It’s a scene that makes us take a step back and become more aware of ourselves. The stereotypical door-knocker in our culture, right alongside someone trying to sell you something, is…a missionary. It’s us, or at least who we are to be, though maybe not portrayed in the best way we could be. These guys aren’t taken seriously. The only “good news” Scooby cares about is food. And that’s what makes every word of our sermon text so urgent. This is what matters most. There’s a world full of people who need to know what we know. So the question is, how can we make this the beautiful thing it should be? How do we come across not as pests but instead in the way that our text says, “How beautiful are the feet of those who bring good news!” Well, instead of an immediate answer, God gives us a series of questions first.

First question: “Everyone who calls on the name of the Lord will be saved. How, then, can they call on the one they have not believed in?” Everyone in this world is born much like the characters in that movie scene are: trapped. The cage that all are born into is that by nature we cannot believe in our Lord Jesus Christ or come to him. And many continue to live in that way. Think of the people you know: perhaps the coworker who lets money alone dominate their decision making, the student struggling for acceptance from peers at any cost, the neighbor separated from family who can’t conceive of a place to belong, the friend struggling to balance all their schedules and church can’t quite make the list. They cannot call on the one they have not believed in, so how can they be saved? That’s the whole world’s problem.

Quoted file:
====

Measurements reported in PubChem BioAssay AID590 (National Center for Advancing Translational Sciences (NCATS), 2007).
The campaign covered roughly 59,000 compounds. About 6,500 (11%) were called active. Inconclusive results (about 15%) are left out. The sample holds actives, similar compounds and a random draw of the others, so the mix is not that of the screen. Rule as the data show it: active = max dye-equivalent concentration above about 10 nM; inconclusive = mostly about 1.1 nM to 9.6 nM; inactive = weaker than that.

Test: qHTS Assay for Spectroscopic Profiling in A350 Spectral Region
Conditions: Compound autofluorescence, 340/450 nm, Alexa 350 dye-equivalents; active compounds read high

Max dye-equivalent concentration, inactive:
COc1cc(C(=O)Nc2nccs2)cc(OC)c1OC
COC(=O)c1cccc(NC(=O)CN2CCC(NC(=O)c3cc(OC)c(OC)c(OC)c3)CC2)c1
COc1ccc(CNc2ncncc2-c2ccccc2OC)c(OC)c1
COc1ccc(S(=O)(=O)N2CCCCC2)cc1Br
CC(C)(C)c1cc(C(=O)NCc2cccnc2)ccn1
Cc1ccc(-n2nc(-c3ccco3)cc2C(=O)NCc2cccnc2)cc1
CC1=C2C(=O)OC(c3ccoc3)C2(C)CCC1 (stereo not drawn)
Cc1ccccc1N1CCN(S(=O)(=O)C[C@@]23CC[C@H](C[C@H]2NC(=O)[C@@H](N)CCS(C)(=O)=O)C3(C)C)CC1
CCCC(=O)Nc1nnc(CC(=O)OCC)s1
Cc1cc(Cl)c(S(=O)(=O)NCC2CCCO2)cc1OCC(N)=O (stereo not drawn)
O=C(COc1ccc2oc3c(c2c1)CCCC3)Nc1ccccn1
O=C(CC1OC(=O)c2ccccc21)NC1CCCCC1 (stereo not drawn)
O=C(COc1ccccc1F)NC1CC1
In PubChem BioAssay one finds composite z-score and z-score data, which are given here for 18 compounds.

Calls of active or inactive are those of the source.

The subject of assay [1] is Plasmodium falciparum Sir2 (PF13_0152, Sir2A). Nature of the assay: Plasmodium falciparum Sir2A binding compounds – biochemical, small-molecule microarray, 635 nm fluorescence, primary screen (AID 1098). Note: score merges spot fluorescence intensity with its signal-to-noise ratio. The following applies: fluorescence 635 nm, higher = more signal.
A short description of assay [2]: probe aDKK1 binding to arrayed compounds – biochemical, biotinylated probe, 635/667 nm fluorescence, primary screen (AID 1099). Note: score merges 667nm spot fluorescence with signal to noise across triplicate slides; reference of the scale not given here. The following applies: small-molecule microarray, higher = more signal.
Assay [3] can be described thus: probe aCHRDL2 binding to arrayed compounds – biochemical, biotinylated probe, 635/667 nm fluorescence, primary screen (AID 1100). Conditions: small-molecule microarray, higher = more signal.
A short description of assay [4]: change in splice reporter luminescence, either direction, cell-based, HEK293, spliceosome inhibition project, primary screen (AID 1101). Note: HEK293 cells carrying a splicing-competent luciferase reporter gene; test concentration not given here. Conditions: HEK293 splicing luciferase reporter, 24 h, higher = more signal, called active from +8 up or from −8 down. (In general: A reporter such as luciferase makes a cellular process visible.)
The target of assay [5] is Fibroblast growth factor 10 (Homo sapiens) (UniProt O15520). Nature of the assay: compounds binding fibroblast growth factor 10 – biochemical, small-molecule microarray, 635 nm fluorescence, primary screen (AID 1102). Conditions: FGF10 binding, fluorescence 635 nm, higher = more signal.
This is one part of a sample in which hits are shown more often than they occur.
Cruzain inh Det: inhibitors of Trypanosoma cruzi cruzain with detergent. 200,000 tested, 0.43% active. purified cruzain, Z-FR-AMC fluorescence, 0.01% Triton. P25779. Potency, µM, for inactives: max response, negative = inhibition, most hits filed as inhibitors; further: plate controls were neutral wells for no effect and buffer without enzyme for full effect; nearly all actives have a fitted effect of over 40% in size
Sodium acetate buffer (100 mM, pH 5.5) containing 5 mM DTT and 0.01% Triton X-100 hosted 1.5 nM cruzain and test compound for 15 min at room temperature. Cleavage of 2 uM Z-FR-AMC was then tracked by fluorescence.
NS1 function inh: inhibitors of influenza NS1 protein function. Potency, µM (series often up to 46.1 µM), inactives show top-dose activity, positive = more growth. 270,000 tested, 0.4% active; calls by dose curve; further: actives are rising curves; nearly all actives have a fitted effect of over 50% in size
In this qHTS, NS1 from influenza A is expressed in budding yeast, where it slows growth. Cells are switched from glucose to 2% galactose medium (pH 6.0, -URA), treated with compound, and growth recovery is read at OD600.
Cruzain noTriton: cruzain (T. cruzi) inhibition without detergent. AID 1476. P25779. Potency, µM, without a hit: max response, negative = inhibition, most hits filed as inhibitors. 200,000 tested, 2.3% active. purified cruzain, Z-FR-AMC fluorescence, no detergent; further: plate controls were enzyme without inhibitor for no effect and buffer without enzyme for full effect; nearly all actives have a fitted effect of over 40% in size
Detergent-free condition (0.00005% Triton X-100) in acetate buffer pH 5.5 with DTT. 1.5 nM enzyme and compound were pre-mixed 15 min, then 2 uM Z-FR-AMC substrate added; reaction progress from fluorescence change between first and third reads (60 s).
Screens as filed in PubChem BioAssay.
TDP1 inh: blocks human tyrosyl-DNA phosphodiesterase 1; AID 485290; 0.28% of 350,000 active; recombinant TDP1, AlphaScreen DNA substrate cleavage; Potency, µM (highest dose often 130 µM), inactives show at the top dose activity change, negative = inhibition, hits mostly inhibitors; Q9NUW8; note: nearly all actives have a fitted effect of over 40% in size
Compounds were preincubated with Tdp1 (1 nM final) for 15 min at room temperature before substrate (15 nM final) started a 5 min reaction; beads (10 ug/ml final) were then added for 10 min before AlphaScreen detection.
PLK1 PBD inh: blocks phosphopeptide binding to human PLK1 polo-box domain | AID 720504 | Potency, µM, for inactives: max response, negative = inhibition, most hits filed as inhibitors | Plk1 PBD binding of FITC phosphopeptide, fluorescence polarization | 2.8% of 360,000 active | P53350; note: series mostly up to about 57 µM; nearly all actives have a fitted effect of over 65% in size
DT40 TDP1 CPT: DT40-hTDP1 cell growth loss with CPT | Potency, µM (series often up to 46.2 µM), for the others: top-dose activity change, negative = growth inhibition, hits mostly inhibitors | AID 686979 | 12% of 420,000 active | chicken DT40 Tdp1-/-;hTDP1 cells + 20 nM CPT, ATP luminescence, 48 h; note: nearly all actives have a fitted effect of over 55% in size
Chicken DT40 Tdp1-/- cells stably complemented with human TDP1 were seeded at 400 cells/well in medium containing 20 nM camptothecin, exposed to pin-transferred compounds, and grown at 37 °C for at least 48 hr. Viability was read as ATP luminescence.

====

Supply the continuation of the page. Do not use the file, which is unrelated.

But at least that’s not our problem anymore, right? We believe. We get it. We get what God says in these verses so well, “If you believe in your heart that God raised Jesus from the dead, you will be saved. For it is with your heart that you believe and are justified.” By God’s grace, we get that. But that’s only half of what God says. “If you believe in your heart AND if you declare with your mouth, ‘Jesus is Lord,’ you will be saved. It’s with your heart you believe and are justified AND it is with your mouth that you profess your faith and are saved.” They’re given equal footing. You can’t have one without the other. A living faith speaks.